Thursday, January 19, 2006

On the Rediscovery of "Killer Trees"

Methane is the greenhouse gas which has the second greatest effect on climate, after carbon dioxide. The concentration of methane in the atmosphere has almost tripled in the last 150 years...Scientists from the Max Planck Institute for Nuclear Physics have now discovered that plants themselves produce methane and emit it into the atmosphere, even in completely normal, oxygen-rich surroundings. The researchers made the surprising discovery during an investigation of which gases are emitted by dead and fresh leaves....why would such a seemingly obvious discovery only come about now, 20 years after hundreds of scientists around the globe started investigating the global methane cycle?

Solomon2 has a partial answer to that question. Twenty years ago, when I felt far wiser than I feel now, Solomon2 was an engineering undergrad at a major university. One of the professors in the department, we heard, was actually working on research to prove that pollution came from plants.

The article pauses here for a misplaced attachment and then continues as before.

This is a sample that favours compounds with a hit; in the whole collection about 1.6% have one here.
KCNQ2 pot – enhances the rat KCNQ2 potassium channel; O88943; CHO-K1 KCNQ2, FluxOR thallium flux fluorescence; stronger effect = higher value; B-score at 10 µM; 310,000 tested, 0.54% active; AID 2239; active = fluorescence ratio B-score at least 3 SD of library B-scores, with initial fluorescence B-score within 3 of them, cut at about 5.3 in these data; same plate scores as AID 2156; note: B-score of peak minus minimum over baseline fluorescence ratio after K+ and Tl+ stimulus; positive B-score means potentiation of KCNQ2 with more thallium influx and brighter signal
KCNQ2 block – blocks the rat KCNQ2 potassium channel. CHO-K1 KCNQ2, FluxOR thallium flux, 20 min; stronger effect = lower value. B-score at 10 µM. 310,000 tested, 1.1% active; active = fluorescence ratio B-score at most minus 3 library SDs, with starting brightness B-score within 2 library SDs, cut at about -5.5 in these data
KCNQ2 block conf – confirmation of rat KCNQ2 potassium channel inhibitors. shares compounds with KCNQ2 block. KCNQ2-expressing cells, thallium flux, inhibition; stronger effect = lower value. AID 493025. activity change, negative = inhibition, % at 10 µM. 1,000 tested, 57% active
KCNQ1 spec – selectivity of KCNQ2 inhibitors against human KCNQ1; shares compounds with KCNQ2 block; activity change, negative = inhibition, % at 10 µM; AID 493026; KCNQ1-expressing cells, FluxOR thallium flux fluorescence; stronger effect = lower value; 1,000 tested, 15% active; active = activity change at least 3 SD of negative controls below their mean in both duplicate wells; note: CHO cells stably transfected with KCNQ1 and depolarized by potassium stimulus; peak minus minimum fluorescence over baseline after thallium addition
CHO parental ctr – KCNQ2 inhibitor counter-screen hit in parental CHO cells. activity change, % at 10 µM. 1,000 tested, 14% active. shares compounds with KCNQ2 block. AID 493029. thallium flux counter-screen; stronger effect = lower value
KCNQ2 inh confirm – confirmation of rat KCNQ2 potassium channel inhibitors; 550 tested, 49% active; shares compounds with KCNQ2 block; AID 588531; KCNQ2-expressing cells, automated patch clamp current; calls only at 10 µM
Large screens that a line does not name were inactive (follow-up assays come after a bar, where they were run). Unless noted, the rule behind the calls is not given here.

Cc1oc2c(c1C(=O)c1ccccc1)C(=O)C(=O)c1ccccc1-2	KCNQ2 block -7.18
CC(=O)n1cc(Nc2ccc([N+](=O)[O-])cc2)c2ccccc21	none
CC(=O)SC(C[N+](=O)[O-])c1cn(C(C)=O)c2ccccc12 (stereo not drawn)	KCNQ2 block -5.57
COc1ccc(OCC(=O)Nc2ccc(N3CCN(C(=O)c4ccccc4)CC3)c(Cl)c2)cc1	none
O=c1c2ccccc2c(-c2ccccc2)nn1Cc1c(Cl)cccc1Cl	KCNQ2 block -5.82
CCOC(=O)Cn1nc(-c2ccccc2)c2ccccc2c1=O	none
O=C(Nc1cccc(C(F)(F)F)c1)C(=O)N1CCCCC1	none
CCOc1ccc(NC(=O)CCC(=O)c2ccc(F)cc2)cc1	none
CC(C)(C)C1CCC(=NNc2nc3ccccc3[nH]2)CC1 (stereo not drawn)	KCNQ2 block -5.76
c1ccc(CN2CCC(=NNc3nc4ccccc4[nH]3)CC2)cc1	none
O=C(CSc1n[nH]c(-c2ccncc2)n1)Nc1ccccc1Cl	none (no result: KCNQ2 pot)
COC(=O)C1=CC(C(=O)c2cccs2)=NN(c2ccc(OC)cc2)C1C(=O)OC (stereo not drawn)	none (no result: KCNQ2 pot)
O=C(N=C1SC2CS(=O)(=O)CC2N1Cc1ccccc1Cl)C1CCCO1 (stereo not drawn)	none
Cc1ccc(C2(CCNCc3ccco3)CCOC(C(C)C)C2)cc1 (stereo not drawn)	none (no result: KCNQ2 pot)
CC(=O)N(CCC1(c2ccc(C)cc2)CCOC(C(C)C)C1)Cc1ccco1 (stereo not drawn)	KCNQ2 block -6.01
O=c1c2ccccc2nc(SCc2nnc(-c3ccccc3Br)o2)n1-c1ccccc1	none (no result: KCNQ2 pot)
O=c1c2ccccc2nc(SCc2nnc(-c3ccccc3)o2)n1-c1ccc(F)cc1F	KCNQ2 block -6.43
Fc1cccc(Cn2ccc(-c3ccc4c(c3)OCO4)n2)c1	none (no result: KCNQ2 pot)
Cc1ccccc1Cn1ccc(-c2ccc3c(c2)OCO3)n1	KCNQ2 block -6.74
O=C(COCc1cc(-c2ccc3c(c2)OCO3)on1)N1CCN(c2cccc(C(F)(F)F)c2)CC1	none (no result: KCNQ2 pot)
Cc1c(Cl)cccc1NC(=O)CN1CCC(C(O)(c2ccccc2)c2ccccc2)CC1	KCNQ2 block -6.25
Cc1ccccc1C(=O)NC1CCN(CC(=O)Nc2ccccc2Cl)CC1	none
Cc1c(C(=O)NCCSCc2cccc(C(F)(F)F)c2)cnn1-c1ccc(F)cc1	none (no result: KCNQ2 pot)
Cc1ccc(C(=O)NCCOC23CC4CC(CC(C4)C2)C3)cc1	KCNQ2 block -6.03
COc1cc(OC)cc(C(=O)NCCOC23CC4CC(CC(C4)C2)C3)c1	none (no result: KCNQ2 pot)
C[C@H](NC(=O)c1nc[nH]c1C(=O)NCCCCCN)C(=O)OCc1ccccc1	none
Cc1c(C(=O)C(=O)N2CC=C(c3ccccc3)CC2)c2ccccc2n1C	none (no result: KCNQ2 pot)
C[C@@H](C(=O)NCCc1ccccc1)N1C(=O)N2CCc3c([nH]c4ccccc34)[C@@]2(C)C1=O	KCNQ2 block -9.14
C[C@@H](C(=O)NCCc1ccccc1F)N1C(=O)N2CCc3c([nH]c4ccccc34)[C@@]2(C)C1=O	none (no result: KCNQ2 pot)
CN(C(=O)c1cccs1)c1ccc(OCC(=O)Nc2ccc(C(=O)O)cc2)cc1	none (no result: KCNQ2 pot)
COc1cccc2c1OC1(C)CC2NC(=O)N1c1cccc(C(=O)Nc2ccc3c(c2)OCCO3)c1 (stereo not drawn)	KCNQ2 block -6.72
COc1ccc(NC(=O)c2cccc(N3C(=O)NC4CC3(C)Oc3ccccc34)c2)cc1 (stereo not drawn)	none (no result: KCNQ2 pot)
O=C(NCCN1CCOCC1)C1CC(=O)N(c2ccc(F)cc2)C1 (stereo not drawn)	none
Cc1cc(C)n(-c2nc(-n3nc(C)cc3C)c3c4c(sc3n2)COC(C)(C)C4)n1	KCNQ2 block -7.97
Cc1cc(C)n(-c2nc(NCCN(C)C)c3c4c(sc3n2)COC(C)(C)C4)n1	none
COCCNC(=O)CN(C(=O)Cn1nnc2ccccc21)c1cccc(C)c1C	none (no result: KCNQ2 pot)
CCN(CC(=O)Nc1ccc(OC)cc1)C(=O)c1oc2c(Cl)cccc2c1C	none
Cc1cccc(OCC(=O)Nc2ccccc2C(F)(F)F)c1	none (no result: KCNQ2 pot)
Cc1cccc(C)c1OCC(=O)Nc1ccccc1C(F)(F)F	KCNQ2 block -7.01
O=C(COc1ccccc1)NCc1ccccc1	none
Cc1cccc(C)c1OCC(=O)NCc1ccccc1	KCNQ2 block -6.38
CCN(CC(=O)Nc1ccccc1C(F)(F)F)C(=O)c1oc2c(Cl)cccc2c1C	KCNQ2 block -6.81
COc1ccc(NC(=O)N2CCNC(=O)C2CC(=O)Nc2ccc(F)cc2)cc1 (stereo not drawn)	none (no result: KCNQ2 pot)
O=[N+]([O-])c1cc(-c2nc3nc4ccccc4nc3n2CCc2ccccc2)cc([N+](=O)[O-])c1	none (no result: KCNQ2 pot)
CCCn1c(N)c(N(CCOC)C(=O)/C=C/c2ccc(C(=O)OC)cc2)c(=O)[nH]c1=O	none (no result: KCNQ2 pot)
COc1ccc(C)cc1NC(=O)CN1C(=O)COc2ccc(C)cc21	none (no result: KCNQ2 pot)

Oh, how we undergrads made fun of this professor! "Killer Trees" is how we referred to his industry-funded project. It was so obviously wrong!

This professor also had a graduate student working with him on the project. The grad student felt that he was being pushed to produce research beyond what was necessary to write his Ph.D. thesis and appealed to higher authority.

Amazingly, the graduate student won his appeal and was awarded his doctorate. Whereupon the newly-degreed doctor of engineering wiped all information about the project from his former professor's computer files.

Ah, the joys of academia! Did one act of vindictive revenge set back methane pollution research for a generation? I cannot say. A number of us undergraduate engineering students were employed to re-code what information could be retrieved, but I don't doubt that much data was lost. Lost to the professor, lost to the world, and lost to history.

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